The groovy sounds of funk and soul records can be heard on any Monday night within the dimly lit Bar X. This strictly vinyl night is the creation of DJ Godina (Justin Godina). Godina is a well-known DJ in Salt Lake City who, apart from hosting nights at bars like Gracies, Chakra Lounge, and Undercurrent, was voted top DJ in City Weekly’s Best Of in 2015.
Godina has always had a passion for records. “When I was 5 or 6-years-old, I used to flip records in the dancing room (the living room at my dad’s parents’ house) with my aunts and uncles,” he said. Years later, he discovered his uncle’s immense collection, which included early hip hop and new wave by artists such as AC/DC, Prince, and The B 52’s. Godina adds, “In and shortly after high school, I would throw parties and was always the guy sitting in front of the CD player monopolizing the stereo. So I bought some turntables from thrift stores and my first mixer and started DJing our parties.”
This passion to introduce people to music inspired Godina to start DJing professionally. Initially starting out with records, he began using CDJs (a specialized digital music player for DJing). However, Godina couldn’t let go of the thrill of crate digging. “Besides being really fun and challenging to actually play records, vinyl is nostalgic and important to me. With all of the new technology, it’s becoming rarer that younger DJs really know or care about this format that laid the foundation for this culture,” Godina says. “Not to mention the fact you have to put in a lot of time and effort and money into finding the buttery joints. That in and of itself is a skill set.”
In 2010, Bar X was bought and reopened by Ty Burrell, who turned it into a cocktail bar.
“I had a conversation with my cousin who lives in D.C. and works at Ford’s Theatre. She told me that she had met Ty Burrell at the Presidential Gala and he mentioned that he had bought Bar X and was reopening it as a cocktail bar,” said Godina. “I ventured in shortly after they opened the doors and was immediately smitten with the dark, intimate atmosphere.”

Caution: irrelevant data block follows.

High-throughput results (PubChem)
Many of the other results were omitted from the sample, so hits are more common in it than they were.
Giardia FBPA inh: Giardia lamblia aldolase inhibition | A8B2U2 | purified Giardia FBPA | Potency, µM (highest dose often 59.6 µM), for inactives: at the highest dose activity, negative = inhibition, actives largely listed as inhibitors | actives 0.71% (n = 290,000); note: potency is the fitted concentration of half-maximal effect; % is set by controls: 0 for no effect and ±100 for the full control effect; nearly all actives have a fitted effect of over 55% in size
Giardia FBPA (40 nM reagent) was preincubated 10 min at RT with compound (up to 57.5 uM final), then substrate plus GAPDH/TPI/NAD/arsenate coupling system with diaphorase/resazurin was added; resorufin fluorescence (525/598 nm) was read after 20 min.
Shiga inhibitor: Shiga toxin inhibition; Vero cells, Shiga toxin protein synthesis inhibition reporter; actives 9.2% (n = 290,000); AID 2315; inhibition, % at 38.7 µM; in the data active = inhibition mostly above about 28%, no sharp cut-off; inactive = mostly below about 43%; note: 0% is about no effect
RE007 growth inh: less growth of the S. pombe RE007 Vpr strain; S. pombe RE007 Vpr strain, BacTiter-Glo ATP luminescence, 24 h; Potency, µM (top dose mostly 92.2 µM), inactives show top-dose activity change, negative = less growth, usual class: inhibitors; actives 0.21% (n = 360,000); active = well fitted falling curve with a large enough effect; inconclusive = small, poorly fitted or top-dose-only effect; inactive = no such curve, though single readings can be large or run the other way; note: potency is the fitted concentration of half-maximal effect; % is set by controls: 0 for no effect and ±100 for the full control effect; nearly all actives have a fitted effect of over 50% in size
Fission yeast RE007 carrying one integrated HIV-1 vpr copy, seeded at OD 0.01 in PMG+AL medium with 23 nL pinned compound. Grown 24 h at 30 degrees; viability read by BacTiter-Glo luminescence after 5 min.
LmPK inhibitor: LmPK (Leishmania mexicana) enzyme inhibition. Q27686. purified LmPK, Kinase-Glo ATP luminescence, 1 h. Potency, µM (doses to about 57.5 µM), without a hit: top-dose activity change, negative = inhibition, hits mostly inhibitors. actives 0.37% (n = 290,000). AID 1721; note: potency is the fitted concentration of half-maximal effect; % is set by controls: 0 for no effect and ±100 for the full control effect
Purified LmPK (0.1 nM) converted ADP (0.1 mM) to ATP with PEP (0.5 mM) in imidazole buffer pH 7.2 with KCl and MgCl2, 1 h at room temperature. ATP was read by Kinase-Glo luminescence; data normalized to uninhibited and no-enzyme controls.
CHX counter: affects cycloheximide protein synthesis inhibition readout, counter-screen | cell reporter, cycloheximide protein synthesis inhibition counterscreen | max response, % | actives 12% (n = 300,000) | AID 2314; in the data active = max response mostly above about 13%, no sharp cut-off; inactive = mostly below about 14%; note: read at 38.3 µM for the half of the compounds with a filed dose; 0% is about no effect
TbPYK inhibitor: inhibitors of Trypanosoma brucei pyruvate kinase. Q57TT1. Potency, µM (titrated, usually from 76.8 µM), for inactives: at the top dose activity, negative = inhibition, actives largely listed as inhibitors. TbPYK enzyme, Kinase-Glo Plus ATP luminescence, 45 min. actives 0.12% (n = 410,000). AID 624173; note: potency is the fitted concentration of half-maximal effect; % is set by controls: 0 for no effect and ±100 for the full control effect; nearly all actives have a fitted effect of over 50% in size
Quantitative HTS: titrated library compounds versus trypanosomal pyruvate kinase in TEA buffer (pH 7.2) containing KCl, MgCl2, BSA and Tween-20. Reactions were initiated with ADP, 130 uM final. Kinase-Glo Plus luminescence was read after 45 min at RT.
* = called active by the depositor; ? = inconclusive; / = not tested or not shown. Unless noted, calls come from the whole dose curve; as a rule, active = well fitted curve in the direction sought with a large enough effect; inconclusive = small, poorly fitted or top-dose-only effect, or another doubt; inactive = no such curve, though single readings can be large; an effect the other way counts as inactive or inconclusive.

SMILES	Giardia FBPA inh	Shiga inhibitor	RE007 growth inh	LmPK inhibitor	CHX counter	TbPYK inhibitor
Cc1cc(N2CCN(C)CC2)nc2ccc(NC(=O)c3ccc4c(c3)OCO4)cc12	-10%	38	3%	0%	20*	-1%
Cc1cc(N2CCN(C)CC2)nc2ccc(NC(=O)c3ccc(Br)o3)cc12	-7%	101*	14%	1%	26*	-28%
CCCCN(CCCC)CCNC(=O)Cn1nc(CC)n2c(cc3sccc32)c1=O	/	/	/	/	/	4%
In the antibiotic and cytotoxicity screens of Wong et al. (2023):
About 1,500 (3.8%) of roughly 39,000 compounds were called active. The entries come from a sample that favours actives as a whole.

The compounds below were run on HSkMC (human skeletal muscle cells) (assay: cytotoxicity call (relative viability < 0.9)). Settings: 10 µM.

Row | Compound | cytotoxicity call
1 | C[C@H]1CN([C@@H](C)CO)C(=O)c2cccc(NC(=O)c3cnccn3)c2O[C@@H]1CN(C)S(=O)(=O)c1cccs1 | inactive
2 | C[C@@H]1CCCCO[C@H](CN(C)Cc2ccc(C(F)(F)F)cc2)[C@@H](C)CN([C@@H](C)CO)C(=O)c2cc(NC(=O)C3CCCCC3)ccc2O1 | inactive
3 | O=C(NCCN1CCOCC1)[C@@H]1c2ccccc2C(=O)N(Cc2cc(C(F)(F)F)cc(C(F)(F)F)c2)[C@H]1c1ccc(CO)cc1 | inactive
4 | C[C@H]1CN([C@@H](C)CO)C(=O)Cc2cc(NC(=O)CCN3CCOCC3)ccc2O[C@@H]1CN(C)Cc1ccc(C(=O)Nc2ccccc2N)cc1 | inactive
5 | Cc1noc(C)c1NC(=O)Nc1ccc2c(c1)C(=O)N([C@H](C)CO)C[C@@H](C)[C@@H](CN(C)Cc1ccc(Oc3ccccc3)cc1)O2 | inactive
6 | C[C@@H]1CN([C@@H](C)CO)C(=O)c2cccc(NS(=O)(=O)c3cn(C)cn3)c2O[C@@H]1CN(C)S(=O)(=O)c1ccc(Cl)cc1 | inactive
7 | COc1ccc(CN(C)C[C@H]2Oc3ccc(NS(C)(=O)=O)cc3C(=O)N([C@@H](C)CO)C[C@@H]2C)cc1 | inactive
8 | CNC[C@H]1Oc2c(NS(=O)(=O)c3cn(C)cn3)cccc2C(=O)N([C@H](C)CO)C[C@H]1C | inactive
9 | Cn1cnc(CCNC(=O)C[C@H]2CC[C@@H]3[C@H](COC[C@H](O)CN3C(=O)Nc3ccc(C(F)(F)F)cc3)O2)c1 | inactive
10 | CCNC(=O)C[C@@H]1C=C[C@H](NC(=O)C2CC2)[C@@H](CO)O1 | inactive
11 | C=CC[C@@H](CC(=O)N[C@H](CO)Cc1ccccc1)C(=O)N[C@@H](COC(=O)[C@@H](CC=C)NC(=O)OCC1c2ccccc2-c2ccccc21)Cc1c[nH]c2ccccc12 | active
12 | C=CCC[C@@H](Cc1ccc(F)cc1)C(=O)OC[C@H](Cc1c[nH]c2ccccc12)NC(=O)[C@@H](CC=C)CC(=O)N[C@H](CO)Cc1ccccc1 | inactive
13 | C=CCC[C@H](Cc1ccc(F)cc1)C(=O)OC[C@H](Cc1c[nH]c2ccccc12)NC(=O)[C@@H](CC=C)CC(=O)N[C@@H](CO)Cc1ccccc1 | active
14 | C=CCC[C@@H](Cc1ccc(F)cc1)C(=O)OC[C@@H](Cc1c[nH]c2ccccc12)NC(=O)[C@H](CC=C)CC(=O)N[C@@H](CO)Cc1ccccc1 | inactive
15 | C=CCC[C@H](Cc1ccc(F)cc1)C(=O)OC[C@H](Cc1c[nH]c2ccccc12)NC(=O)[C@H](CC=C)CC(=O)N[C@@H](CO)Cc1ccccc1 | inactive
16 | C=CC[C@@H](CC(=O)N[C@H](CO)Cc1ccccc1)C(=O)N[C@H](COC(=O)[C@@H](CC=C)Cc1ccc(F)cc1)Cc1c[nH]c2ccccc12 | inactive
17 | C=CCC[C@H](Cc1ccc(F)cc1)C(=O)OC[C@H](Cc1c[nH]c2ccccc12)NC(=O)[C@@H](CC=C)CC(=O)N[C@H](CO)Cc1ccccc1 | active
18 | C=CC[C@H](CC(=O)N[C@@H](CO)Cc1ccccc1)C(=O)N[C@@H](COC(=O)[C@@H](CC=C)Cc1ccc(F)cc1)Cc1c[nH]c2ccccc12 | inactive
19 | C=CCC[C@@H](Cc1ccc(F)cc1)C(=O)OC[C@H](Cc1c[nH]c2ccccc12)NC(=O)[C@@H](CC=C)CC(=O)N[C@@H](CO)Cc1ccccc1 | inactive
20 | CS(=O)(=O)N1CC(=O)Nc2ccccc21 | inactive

For Godina, Bar X’s renovation managed to maintain the authentic essence of its former glory, while inviting a newer clientele. “I knew immediately it would be a great fit for soul and funk,” Godina said. “So with a little persistence, I was able to get an audience with Rich and Duncan, two of the shot-calling proprietors of the establishment. They liked the idea of soul and funk, and they were excited about the all-vinyl facet of the night as well.” Since then, the soul and funk night at Bar X has been a staple in Salt Lake City’s nightlife.
Bar X’s Soul and Funk Night attracts a decent following of folks who appreciate quality and eclectic sounds—as well as those going out for a Monday nightcap. “When we started the night, it was before Beer Bar was open, and we used to set up the turntables right in front of the spot that is now the doorway between the two bars,” Godina said. “That spot almost had a small area in front of it where people would dance, and the night was a little a little more geared toward a dance party.”
Now the Soul and Funk night is geared toward a more lounge-like atmosphere and it still attracts a good crowd, too. Godina said, “The most memorable nights for me were when we had some really cool celebrity appearances [like] Dave Chappelle, WILCO, The Budos Band, and Adrian Younge—but not just because of their celebrity, but because of the fact that they were super into the music we were playing.”
Although Monday nights are primarily soul and funk, Godina is open to other genres. “We are playing a lot of Jazz, Latin, Brazilian, Reggae, Prog and Psyche Rock, Boogie, Gospel, 80s electro, New Wave, and classic hip hop featuring Soul and Funk sample-based production.”
The Soul and Funk plays host to some of Salt Lake City’s most experienced crate-diggers—many of whom belong to The Caviar Club, a creative artist collective that includes other local DJs like James “SneekyLong” Ramirez, Chase “Chaseone2” Loter, Sam “Feral Cat” Stinson, and Jesse Stewart.
Even though the members of the Caviar Club primarily grace the decks at Bar X, it is open to other connoisseurs of eclectic music tastes. “Every week there are usually a few guys that bring records to play,” Godina said. “I host the night, but there is an open turntable policy. Mostly, it’s Caviar Club guys that play, but it’s not exclusive to us. I just have to know that you know enough about DJing to operate the equipment without damaging it—and have some good records to play.”
Bar X is located at 155 E 200 S, Salt Lake City.
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